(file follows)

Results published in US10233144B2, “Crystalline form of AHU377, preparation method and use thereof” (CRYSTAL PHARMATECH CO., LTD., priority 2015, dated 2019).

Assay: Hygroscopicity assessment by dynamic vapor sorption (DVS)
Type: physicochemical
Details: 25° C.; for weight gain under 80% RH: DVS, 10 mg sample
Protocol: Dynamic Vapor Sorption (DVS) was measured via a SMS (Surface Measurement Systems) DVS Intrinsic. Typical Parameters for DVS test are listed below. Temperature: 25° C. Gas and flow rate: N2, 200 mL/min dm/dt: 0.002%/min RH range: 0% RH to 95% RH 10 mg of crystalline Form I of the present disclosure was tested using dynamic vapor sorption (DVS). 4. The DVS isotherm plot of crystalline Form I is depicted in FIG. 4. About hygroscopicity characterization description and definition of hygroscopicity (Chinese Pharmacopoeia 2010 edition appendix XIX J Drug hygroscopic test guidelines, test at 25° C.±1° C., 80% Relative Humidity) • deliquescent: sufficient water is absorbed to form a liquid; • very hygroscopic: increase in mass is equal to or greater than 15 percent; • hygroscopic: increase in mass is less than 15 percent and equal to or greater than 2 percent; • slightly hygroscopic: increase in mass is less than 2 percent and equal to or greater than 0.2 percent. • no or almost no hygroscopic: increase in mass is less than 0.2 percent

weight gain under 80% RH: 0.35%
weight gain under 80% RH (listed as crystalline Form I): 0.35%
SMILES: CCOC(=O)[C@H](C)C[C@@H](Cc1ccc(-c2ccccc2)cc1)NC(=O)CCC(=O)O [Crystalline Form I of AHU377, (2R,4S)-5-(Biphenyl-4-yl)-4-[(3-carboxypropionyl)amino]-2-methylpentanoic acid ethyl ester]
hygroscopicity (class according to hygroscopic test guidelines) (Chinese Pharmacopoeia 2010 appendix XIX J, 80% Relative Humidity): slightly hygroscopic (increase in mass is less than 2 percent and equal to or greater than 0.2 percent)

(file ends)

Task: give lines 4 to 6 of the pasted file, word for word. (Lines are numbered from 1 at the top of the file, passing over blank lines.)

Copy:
Details: 25° C.; for weight gain under 80% RH: DVS, 10 mg sample
Protocol: Dynamic Vapor Sorption (DVS) was measured via a SMS (Surface Measurement Systems) DVS Intrinsic. Typical Parameters for DVS test are listed below. Temperature: 25° C. Gas and flow rate: N2, 200 mL/min dm/dt: 0.002%/min RH range: 0% RH to 95% RH 10 mg of crystalline Form I of the present disclosure was tested using dynamic vapor sorption (DVS). 4. The DVS isotherm plot of crystalline Form I is depicted in FIG. 4. About hygroscopicity characterization description and definition of hygroscopicity (Chinese Pharmacopoeia 2010 edition appendix XIX J Drug hygroscopic test guidelines, test at 25° C.±1° C., 80% Relative Humidity) • deliquescent: sufficient water is absorbed to form a liquid; • very hygroscopic: increase in mass is equal to or greater than 15 percent; • hygroscopic: increase in mass is less than 15 percent and equal to or greater than 2 percent; • slightly hygroscopic: increase in mass is less than 2 percent and equal to or greater than 0.2 percent. • no or almost no hygroscopic: increase in mass is less than 0.2 percent

weight gain under 80% RH: 0.35%